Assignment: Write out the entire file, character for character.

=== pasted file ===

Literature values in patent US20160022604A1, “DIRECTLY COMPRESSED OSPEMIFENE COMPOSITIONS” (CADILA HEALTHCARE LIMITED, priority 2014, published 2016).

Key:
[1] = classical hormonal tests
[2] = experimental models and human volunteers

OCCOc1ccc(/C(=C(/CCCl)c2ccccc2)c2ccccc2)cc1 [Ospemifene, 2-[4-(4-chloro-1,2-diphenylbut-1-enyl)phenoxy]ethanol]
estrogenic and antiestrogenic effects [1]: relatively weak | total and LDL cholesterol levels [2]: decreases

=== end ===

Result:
Literature values in patent US20160022604A1, “DIRECTLY COMPRESSED OSPEMIFENE COMPOSITIONS” (CADILA HEALTHCARE LIMITED, priority 2014, published 2016).

Key:
[1] = classical hormonal tests
[2] = experimental models and human volunteers

OCCOc1ccc(/C(=C(/CCCl)c2ccccc2)c2ccccc2)cc1 [Ospemifene, 2-[4-(4-chloro-1,2-diphenylbut-1-enyl)phenoxy]ethanol]
estrogenic and antiestrogenic effects [1]: relatively weak | total and LDL cholesterol levels [2]: decreases